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United States Department of Agriculture

Agricultural Research Service

Research Project: MOLECULAR AND GENETIC APPROACHES TO SUPPRESSING FUNGAL PATHOGENS AND MYCOTOXIN CONTAMINATION

Location: Foodborne Toxin Detection and Prevention

Title: Phytochemicals: The Good, the Bad, and the Ugly?

Authors
item Molyneux, Russell
item Lee, Stephen
item Gardner, Dale
item Panter, Kip
item James, Lynn

Submitted to: Phytochemistry
Publication Type: Peer Reviewed Journal
Publication Acceptance Date: September 6, 2007
Publication Date: October 22, 2007
Citation: Molyneux, R.J., Lee, S.T., Gardner, D.R., Panter, K.E., James, L.F. 2007. Phytochemicals: The Good, the Bad, and the Ugly?. Phytochemistry.68(22-24):2973-2985.

Interpretive Summary: This article describes some of the main plants responsible for poisoning of livestock in the United States and other parts of the world. Among these are the Western false hellebore, lupines, locoweeds and morning glories. Isolation and identification of the natural chemicals in these plants enables them to be tested for the specific way in which they produce the toxic effects. Although they are poisonous to animals if the levels are high enough, they can be used as drugs or provide leads for potential new drugs, when used at lower levels. Observations of plant toxicity to animals can therefore be useful for treatment of human or animal diseases.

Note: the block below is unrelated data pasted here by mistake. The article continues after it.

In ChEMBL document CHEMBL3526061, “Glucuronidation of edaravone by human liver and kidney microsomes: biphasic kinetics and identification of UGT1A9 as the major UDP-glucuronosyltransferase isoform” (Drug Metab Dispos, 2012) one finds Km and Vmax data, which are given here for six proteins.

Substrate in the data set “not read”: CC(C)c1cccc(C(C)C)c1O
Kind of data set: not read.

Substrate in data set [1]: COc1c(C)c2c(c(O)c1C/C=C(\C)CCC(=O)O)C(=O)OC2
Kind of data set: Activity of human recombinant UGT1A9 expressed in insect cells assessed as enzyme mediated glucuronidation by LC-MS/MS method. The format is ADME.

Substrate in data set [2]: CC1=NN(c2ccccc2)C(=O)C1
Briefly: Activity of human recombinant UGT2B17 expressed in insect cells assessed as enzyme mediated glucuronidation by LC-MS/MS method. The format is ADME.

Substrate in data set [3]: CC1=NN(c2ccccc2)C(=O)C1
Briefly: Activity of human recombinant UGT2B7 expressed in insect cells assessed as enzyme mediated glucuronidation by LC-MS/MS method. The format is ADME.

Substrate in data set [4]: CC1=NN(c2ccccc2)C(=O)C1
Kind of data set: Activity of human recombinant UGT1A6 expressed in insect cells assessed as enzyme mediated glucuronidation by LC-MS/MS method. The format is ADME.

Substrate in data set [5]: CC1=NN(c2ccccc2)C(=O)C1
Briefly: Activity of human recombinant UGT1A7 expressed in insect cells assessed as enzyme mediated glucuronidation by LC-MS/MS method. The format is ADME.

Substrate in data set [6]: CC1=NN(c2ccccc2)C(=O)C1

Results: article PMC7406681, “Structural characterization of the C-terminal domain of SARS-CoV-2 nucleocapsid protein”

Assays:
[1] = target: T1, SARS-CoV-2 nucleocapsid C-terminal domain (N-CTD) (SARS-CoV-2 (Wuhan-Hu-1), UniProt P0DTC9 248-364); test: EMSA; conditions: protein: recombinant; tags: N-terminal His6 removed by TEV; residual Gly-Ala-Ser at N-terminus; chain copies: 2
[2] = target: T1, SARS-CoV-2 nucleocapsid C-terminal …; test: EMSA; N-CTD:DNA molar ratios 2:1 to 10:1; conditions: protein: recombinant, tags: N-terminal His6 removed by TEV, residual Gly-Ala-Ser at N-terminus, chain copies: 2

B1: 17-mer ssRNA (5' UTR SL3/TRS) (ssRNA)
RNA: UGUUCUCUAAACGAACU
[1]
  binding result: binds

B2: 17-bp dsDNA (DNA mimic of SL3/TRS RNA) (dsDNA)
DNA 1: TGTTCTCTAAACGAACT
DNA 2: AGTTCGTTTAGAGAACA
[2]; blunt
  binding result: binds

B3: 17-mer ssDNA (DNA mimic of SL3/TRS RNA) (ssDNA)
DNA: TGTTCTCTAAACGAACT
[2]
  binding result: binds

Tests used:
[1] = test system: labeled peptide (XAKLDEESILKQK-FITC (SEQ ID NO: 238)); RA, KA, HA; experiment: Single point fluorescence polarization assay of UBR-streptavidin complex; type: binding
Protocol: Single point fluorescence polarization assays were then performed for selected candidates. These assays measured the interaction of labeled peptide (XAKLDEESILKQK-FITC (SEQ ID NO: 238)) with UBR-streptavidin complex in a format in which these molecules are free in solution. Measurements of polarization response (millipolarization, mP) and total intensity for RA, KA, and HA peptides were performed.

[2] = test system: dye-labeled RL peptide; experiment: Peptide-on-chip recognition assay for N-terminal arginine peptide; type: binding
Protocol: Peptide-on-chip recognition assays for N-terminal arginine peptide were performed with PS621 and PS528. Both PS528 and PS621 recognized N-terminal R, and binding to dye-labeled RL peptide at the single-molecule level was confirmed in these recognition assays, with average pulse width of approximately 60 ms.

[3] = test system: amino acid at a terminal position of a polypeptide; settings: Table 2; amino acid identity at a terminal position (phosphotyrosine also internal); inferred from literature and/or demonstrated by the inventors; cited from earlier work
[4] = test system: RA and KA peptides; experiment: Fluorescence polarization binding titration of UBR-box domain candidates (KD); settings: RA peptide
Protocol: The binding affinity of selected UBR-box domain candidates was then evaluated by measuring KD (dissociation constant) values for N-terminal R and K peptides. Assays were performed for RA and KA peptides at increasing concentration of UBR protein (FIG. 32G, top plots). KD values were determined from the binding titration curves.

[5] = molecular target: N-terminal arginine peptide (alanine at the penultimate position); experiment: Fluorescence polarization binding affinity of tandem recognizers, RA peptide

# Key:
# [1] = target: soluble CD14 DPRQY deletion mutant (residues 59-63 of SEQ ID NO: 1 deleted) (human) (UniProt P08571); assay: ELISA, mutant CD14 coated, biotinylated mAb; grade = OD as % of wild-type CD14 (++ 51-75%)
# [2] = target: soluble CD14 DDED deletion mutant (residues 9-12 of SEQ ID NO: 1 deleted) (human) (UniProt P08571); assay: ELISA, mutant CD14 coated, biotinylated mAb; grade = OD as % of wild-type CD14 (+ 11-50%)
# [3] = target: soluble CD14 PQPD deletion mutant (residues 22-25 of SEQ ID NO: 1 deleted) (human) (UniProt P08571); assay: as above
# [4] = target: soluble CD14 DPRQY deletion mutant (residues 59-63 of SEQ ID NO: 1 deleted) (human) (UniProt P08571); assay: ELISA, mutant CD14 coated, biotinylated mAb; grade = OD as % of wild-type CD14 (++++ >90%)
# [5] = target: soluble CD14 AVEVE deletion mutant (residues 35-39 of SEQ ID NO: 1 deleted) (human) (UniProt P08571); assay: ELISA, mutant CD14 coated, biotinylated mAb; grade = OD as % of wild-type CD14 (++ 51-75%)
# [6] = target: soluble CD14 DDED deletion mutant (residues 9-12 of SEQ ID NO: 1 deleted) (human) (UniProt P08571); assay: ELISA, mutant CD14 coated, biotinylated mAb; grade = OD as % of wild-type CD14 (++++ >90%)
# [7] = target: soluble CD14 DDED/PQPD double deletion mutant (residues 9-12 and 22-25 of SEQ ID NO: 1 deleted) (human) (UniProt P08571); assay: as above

Technical Abstract: Phytochemicals are constitutive metabolites that enable plants to overcome temporary or continuous threats integral to their environment, while also controlling essential functions of growth and reproduction. All of these roles are generally advantageous to the producing organisms but the inherent biological activity of such constituents often causes dramatic adverse consequences in other organisms that may be exposed to them. Nevertheless, such effects may be the essential indicator of desirable properties, such as therapeutic potential, especially when the mechanism of bioactivity can be delineated. Careful observation of cause and effect, followed by a coordinated approach to identify the responsible entities, has proved extremely fruitful in discovering new roles for phytochemical constituents. The process is illustrated by selected examples of plants poisonous to animals and include the steroidal alkaloid toxin of Veratrum californicum (Western false hellebore), piperidine alkaloids of Lupinus species (lupines), and polyhydroxy indolizidine, pyrrolizidine and nortropane alkaloids of Astragalus and Oxytropis species (locoweeds), Castanospermum australe (Moreton Bay chestnut) and Ipomoea species (morning glories).

Last Modified: 10/1/2014
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